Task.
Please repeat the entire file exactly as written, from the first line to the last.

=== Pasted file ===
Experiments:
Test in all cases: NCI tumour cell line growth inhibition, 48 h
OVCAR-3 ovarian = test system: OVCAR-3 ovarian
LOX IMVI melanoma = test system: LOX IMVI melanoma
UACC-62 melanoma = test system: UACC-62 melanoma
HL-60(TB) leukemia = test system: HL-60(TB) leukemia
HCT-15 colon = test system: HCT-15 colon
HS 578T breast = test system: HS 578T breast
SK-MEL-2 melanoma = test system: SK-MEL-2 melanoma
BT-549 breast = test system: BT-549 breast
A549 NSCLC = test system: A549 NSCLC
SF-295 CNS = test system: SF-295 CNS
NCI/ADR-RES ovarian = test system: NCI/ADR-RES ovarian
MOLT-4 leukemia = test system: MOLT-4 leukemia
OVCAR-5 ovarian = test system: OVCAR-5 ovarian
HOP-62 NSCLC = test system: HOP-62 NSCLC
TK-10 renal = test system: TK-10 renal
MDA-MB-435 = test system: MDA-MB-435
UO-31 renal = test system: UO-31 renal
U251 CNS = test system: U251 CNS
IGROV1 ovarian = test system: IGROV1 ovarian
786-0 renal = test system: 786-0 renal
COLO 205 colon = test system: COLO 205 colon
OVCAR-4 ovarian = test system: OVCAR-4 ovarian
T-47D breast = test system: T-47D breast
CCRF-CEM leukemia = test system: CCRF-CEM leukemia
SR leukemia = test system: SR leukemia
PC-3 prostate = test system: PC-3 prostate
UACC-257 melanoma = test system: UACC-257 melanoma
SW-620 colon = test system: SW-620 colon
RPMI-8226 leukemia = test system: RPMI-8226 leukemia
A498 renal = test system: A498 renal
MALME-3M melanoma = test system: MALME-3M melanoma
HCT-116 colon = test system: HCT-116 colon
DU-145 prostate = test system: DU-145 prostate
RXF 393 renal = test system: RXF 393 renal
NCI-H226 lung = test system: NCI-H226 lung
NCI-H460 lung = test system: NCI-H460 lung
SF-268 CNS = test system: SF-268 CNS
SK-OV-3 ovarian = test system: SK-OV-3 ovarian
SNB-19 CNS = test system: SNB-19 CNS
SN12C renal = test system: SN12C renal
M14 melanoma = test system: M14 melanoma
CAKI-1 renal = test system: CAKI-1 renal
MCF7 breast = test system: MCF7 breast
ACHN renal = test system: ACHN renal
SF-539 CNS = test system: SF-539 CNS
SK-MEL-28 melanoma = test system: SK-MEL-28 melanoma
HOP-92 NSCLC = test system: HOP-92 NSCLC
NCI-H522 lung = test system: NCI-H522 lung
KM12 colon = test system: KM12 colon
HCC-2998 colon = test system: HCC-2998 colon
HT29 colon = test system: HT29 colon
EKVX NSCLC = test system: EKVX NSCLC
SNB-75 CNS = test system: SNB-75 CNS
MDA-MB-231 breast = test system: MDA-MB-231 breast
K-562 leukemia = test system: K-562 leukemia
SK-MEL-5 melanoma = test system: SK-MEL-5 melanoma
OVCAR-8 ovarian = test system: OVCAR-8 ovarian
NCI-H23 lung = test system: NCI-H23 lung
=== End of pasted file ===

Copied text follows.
Experiments:
Test in all cases: NCI tumour cell line growth inhibition, 48 h
OVCAR-3 ovarian = test system: OVCAR-3 ovarian
LOX IMVI melanoma = test system: LOX IMVI melanoma
UACC-62 melanoma = test system: UACC-62 melanoma
HL-60(TB) leukemia = test system: HL-60(TB) leukemia
HCT-15 colon = test system: HCT-15 colon
HS 578T breast = test system: HS 578T breast
SK-MEL-2 melanoma = test system: SK-MEL-2 melanoma
BT-549 breast = test system: BT-549 breast
A549 NSCLC = test system: A549 NSCLC
SF-295 CNS = test system: SF-295 CNS
NCI/ADR-RES ovarian = test system: NCI/ADR-RES ovarian
MOLT-4 leukemia = test system: MOLT-4 leukemia
OVCAR-5 ovarian = test system: OVCAR-5 ovarian
HOP-62 NSCLC = test system: HOP-62 NSCLC
TK-10 renal = test system: TK-10 renal
MDA-MB-435 = test system: MDA-MB-435
UO-31 renal = test system: UO-31 renal
U251 CNS = test system: U251 CNS
IGROV1 ovarian = test system: IGROV1 ovarian
786-0 renal = test system: 786-0 renal
COLO 205 colon = test system: COLO 205 colon
OVCAR-4 ovarian = test system: OVCAR-4 ovarian
T-47D breast = test system: T-47D breast
CCRF-CEM leukemia = test system: CCRF-CEM leukemia
SR leukemia = test system: SR leukemia
PC-3 prostate = test system: PC-3 prostate
UACC-257 melanoma = test system: UACC-257 melanoma
SW-620 colon = test system: SW-620 colon
RPMI-8226 leukemia = test system: RPMI-8226 leukemia
A498 renal = test system: A498 renal
MALME-3M melanoma = test system: MALME-3M melanoma
HCT-116 colon = test system: HCT-116 colon
DU-145 prostate = test system: DU-145 prostate
RXF 393 renal = test system: RXF 393 renal
NCI-H226 lung = test system: NCI-H226 lung
NCI-H460 lung = test system: NCI-H460 lung
SF-268 CNS = test system: SF-268 CNS
SK-OV-3 ovarian = test system: SK-OV-3 ovarian
SNB-19 CNS = test system: SNB-19 CNS
SN12C renal = test system: SN12C renal
M14 melanoma = test system: M14 melanoma
CAKI-1 renal = test system: CAKI-1 renal
MCF7 breast = test system: MCF7 breast
ACHN renal = test system: ACHN renal
SF-539 CNS = test system: SF-539 CNS
SK-MEL-28 melanoma = test system: SK-MEL-28 melanoma
HOP-92 NSCLC = test system: HOP-92 NSCLC
NCI-H522 lung = test system: NCI-H522 lung
KM12 colon = test system: KM12 colon
HCC-2998 colon = test system: HCC-2998 colon
HT29 colon = test system: HT29 colon
EKVX NSCLC = test system: EKVX NSCLC
SNB-75 CNS = test system: SNB-75 CNS
MDA-MB-231 breast = test system: MDA-MB-231 breast
K-562 leukemia = test system: K-562 leukemia
SK-MEL-5 melanoma = test system: SK-MEL-5 melanoma
OVCAR-8 ovarian = test system: OVCAR-8 ovarian
NCI-H23 lung = test system: NCI-H23 lung